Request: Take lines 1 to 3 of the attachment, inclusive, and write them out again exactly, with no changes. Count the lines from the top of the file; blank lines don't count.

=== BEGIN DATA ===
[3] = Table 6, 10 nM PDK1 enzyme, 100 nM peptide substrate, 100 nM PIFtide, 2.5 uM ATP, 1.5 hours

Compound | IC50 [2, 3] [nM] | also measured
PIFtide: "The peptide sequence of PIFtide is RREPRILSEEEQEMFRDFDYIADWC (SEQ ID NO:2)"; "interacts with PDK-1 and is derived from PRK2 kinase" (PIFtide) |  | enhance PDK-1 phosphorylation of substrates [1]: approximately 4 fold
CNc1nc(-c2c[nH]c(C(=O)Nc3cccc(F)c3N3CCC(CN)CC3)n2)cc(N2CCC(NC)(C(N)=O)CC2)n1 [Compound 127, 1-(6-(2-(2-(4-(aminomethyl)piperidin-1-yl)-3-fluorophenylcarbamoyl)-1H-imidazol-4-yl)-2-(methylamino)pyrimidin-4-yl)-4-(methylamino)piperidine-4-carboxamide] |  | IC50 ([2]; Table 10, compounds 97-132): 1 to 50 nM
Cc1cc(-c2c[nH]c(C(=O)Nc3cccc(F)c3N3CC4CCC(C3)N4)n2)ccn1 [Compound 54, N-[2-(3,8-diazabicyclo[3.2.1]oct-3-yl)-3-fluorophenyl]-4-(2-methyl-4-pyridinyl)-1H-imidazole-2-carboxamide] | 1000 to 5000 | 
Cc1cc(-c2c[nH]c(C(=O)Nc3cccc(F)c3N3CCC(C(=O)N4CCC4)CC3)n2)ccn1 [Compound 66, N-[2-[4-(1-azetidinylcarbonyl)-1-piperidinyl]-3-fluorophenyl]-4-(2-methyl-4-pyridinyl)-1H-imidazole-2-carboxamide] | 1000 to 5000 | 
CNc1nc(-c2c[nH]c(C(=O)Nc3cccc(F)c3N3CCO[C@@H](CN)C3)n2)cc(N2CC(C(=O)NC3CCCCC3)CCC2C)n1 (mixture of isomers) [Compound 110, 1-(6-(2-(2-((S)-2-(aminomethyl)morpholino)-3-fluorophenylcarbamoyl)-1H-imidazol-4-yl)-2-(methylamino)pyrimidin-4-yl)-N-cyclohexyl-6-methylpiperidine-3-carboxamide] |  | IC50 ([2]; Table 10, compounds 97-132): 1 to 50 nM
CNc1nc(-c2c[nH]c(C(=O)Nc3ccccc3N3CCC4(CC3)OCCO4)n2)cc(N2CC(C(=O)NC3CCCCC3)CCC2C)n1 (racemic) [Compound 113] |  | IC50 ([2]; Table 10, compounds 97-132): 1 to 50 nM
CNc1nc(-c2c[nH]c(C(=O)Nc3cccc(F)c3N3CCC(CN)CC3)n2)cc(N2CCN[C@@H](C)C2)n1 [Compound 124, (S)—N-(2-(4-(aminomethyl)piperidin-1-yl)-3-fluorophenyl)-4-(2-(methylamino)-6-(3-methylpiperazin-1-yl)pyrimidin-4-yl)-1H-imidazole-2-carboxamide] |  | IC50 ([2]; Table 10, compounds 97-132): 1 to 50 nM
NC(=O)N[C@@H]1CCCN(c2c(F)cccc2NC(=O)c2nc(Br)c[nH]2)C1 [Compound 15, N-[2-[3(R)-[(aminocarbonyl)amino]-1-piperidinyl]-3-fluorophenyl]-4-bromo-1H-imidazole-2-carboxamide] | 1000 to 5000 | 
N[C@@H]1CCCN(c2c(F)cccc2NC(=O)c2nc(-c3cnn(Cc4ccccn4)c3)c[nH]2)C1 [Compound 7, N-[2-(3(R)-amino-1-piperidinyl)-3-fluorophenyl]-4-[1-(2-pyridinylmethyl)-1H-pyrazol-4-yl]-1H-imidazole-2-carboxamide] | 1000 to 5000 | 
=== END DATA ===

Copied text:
[3] = Table 6, 10 nM PDK1 enzyme, 100 nM peptide substrate, 100 nM PIFtide, 2.5 uM ATP, 1.5 hours

Compound | IC50 [2, 3] [nM] | also measured
PIFtide: "The peptide sequence of PIFtide is RREPRILSEEEQEMFRDFDYIADWC (SEQ ID NO:2)"; "interacts with PDK-1 and is derived from PRK2 kinase" (PIFtide) |  | enhance PDK-1 phosphorylation of substrates [1]: approximately 4 fold